But the reading from Acts points to something else we should learn to expect.
In this account, the deacon Philip has been journeying in regions outside Judea or Galilee, and has been proclaiming the gospel in Samaria since being run out of Jerusalem after the persecutions of Saul. In addition to Philip’s preaching, miracles were happening: demons were being cast out, the paralyzed were being raised up to walk, and many others were being cured. The word got back to those followers still in Jerusalem that “Samaria had accepted the word of God.”
You would think the first reaction would be rejoicing, but no. The first reaction of the Jerusalem group was an investigation. That’s a little bit of an ugly sign. We should remember that Samaritans were regarded as deeply inferior people with corrupt worship practices but the Jews of Judea, but that’s not a good enough reason to react with suspicion and something like fear at what should be good news.
So Peter and John arrive in Samaria and start asking questions. And indeed it does turn out that something is missing. In the post-Pentecost world in which the Jerusalem group found itself, they did recognize that the activity of the Holy Spirit that had first dramatically been shown on that day meant that they, no matter how they tried, couldn’t be the same people they had been before. But the Samaritans hadn’t heard about this Holy Spirit yet. Peter and John taught and prayed and laid hands upon them, and “they received the Holy Spirit,” although we aren’t in this passage given any specific indication of how this showed itself, whether it was some kind of Pentecost-like demonstration or something else. But something changed. In some way the presence of the Holy Spirit showed itself in the Samaritans that made it clear that the Holy Spirit was there.
If we are to claim our baptism, if we are to be called followers of Christ, if we claim to be marked as children of God, something changes. Living conventionally doesn’t do any more. If we claim to be the family of God, the body of Christ, worshiping and learning in God’s house, our time together should look different and leave us looking and sounding different.
So maybe that’s what this miniature season is for. What does it look like – what do we look like – when God shows up? What does it mean to be answering God’s call, whether to be an elder, as four of our number are answering today, or to be teaching in Sunday school or singing in choir or even simply being here as part of the church? How are we changed, if what we say about ourselves is true? If we dare apply the word “Christian” to ourselves, how do we look or sound or act different? What does it mean to take our baptism seriously? What does it mean to be under the influence of the Holy Spirit? What’s different about us?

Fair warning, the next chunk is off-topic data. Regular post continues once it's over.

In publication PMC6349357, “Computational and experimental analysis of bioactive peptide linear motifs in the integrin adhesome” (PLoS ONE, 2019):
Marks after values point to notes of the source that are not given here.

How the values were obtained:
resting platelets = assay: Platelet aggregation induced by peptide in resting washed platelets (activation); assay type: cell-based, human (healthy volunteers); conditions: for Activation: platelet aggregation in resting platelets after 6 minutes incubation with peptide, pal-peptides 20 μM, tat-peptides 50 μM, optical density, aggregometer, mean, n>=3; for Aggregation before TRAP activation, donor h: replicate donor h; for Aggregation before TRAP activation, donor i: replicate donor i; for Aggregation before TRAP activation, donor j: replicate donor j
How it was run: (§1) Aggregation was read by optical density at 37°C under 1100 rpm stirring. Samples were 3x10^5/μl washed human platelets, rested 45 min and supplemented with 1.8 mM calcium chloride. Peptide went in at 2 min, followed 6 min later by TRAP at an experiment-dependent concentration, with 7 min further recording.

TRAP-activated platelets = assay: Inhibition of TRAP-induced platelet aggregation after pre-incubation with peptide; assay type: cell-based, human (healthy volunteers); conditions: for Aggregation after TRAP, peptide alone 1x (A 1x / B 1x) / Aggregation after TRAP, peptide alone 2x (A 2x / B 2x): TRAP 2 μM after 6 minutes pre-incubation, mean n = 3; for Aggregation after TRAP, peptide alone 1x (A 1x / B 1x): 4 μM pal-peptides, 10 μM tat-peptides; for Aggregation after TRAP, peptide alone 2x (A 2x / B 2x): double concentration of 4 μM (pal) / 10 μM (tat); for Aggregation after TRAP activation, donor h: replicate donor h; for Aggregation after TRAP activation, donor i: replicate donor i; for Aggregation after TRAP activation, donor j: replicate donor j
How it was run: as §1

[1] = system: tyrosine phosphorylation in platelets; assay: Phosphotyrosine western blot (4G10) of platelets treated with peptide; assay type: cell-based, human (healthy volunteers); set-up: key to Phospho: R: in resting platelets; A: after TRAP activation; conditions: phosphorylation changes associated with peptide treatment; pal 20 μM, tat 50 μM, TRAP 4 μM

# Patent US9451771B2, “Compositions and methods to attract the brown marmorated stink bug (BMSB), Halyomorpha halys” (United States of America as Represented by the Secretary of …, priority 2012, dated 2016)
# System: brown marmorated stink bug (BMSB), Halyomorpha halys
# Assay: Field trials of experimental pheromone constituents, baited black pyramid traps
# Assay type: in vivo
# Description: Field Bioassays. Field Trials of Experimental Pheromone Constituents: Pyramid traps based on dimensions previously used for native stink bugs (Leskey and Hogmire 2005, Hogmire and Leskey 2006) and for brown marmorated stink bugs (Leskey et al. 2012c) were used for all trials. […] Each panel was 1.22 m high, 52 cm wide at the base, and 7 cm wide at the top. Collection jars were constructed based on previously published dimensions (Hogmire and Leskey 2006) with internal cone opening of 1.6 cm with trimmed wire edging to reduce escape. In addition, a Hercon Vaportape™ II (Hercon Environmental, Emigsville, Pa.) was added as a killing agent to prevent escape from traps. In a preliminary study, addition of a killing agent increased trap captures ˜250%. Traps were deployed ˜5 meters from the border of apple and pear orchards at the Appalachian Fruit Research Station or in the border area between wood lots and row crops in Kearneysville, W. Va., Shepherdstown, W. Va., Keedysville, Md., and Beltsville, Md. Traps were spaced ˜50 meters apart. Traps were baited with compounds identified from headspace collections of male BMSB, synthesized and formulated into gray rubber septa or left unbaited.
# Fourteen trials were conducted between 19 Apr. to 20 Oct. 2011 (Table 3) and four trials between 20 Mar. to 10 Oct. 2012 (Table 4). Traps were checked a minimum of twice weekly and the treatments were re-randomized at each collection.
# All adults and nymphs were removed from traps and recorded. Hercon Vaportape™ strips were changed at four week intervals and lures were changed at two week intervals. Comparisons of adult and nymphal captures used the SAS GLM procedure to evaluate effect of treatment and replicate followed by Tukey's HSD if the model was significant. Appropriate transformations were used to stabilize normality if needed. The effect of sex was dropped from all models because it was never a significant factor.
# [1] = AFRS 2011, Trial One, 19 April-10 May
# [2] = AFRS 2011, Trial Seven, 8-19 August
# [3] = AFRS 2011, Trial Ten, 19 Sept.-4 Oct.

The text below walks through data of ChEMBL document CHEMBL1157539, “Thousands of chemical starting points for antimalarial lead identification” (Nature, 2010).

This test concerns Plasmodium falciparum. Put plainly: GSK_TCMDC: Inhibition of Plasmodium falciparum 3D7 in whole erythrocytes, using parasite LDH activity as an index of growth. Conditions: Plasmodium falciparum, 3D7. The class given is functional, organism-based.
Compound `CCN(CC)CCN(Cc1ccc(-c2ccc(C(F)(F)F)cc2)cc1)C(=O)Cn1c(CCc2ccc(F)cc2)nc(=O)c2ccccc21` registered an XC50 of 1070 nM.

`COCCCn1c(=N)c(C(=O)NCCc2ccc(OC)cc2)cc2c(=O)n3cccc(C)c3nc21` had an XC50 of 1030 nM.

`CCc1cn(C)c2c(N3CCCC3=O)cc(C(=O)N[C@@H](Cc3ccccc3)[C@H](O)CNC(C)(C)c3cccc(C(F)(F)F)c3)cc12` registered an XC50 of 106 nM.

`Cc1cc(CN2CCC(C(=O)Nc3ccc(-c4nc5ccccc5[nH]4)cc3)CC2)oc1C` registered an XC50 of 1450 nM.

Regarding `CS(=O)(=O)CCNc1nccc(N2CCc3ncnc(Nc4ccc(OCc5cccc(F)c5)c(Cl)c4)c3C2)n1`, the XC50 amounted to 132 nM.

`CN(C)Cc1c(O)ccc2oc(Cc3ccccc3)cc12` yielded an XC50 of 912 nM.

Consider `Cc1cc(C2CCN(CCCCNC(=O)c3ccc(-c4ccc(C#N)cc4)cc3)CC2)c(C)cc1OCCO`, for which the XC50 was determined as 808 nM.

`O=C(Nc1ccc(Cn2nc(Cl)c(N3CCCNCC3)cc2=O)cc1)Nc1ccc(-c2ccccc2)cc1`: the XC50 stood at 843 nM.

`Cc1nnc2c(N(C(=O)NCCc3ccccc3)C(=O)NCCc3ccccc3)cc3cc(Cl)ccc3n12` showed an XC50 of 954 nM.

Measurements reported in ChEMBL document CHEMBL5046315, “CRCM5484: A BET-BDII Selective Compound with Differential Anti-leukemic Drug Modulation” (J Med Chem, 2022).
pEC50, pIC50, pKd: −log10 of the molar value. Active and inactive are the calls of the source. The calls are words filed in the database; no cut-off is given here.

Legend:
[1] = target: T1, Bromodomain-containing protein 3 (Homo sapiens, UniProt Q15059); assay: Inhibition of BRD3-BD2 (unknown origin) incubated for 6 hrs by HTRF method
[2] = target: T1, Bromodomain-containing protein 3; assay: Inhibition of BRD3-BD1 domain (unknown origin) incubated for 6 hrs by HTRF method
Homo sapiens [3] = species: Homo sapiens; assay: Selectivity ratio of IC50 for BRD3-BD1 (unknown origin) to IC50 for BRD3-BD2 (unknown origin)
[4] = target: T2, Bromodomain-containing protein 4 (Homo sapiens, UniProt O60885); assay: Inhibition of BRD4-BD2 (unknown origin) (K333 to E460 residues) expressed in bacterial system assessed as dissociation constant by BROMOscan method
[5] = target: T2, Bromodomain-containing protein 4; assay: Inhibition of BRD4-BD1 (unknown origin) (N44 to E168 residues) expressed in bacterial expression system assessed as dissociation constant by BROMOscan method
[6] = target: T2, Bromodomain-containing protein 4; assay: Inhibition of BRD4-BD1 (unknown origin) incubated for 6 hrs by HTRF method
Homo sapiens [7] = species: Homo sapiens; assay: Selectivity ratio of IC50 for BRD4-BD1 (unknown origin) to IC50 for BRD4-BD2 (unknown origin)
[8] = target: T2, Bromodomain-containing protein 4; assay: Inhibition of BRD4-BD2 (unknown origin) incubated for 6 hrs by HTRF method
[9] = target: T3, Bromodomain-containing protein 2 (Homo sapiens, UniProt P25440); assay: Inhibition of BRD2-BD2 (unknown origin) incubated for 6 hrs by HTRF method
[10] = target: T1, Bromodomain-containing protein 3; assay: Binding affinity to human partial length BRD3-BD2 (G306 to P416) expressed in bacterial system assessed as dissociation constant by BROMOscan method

This is a particularly crucial time to ask ourselves that question. We live in a time and a society in which a lot of people are very loudly and insistently calling themselves “Christians” and yet living and speaking and showing absolutely zero signs of their baptism or of having received the Holy Spirit. Whether at political rallies or sporting events, or in courtrooms or corporate offices or internet comment sections, or even holed up in wildlife refuges in Oregon, there are so many self-appointed Christians living zero evidence of the life and teaching of Christ, living in absolute rebellion against the moving of the Holy Spirit. As a result when we go out and claim to be Christians, to be followers of Christ, to be led by the Holy Spirit, we’re going to be viewed with suspicion.
So maybe it’s worth some time in this in-between season to look to scripture and ask ourselves what it looks like when God really is here. Maybe we should ask what it looks like then the Holy Spirit truly is received and welcomed among us. Maybe we should ask ourselves what it looks like to live up to our baptism, to answer God’s call, to live and act and talk like a follower of Christ.
And then maybe we have to ask ourselves how much we look and act and sound like that. So let’s spend a few weeks on that, shall we?
Thanks be to God. Amen.
Hymns: “Shall We Gather At the River” (GtG 375); “How Firm a Foundation” (PH 361); “Baptized in Water” (PH 492); “How Clear Is Our Vocation, Lord” (PH 419)